Dave Kaplan just dropped a bomb on ESPN1000 today, reporting that he’s heard from a source that the Cubs approached Kris Bryant and his agent Scott Boras “in the last several months” about a “massive extension” worth “well north of $200 million.” That extension was – again, according to the source – turned down by Bryant and Boras, who preferred instead to go year-to-year in arbitration.
Without more particulars on the offer itself, it’s hard to comment too specifically on whether Bryant should or should not have accepted – and it’s also unclear exactly when the offer was in relation to Bryant’s shoulder injury – but, generally speaking, I’m a conservative dude. If you have “well north of $200 million” on the table, I think it’s really hard to argue that turning it down is a good idea. Bryant, you’ll note, will not be a free agent until his age 30 season. Even if he rebounds next year and turns in three straight KRIS BRYANT seasons, it’s fair to wonder just how much he’ll get at that point. Certainly more than $200 million (plus he’ll have gotten three more healthy arbitration years). But there’s also a whole lot of risk in waiting, as this season demonstrated.
That all said, by the time Bryant is tendered a contract this winter, he will have already locked in upwards of $30 million in career earnings already, when you consider his signing bonus, his pre-arbitration years, and his two arbitration years. Throw in lots of endorsements, and this is not a young man who is awaiting life-changing money. He’s already got it. So if you’re confident and want to maybe set some records (and help shift the overall pay in the game up for your fellow players), then you bet on yourself. I’m not going to criticize Bryant for rolling the dice just because I am personally a nervous, bird-in-hand kind of guy.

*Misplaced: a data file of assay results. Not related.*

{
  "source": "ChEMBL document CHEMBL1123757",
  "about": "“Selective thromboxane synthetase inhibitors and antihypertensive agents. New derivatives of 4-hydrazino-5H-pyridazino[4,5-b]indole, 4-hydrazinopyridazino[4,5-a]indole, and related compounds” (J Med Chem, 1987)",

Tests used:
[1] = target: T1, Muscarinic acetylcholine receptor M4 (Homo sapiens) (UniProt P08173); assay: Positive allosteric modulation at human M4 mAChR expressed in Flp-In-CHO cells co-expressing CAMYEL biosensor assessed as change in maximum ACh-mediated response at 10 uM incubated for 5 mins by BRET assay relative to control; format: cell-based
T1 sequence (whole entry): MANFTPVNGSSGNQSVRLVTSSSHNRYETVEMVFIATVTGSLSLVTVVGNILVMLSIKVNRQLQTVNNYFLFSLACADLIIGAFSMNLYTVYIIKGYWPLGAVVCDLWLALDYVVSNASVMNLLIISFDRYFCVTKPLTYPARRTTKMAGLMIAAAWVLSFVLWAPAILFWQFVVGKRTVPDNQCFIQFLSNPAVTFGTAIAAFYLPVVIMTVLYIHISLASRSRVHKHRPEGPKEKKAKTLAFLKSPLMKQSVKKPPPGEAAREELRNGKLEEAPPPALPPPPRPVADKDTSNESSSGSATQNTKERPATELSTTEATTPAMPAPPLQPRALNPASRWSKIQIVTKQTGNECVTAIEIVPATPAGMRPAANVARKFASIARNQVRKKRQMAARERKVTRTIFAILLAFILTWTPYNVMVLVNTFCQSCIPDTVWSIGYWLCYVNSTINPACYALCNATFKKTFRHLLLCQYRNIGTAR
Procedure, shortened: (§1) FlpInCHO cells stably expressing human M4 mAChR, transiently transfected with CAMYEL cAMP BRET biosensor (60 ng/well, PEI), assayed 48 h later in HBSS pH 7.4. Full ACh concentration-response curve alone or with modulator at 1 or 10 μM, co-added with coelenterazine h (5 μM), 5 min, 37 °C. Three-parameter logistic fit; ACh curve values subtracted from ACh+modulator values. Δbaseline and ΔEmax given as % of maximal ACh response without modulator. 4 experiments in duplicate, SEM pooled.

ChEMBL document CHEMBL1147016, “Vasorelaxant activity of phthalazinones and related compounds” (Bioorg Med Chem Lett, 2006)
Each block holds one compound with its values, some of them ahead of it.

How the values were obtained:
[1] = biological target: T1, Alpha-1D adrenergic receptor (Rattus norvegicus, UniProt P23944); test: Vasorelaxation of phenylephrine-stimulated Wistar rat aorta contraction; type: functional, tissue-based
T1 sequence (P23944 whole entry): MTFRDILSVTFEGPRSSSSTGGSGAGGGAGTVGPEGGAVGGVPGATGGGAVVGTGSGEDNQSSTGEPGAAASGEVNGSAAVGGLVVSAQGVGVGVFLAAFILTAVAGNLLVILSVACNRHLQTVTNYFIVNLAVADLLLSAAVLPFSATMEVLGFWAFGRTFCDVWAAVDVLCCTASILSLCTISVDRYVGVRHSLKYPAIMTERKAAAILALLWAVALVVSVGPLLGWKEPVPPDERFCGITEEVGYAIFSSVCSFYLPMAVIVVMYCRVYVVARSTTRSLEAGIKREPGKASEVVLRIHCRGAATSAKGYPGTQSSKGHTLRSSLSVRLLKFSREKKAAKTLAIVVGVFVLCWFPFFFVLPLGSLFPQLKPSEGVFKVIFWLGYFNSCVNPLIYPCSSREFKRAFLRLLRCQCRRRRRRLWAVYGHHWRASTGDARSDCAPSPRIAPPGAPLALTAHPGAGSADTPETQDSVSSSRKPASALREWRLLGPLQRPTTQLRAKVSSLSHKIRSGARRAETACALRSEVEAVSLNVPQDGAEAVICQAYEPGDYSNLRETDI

What I find most interesting about this report, if true, is that the Cubs were themselves looking to lock Bryant down right now to a massive deal. Keep in mind, as he gets raises in arbitration, making long-term plans for AAV/luxury tax purposes can be really tricky, let alone planning to lose a superstar in a few years. Perhaps were the Cubs trying to have a little more payroll certainty heading into this landmark free agent class … ?
Also, obviously, it demonstrates the Cubs’ commitment to, and belief in, Bryant. He’s a star, and that’s the kind of offer you make to an in-house star. (It also would have had the effect of ending the lingering service time grievance, which, to date, has not been publicly resolved.)
I tentatively expect we’ll hear more about this over the course of the offseason, and I also expect we’ll hear about the Cubs approaching other young players about extensions. They have yet to pull one off with this core group (the 2014-and-up) crew, and, as I said, it’s going to be important to do it if they want to have maximum comfort spending aggressively in free agency in the coming year/years.
Kaplan also then discussed Bryant as a trade piece for the Cubs if he’s not going to sign an extension, but I’ll leave it to you all if you want to discuss that. From where I sit, with three more years of control over a guy who could be one of the best five players in the game – while in a very competitive window – there’s just no chance on earth the Cubs consider trading Bryant right now. So, I don’t really see that as a productive conversation.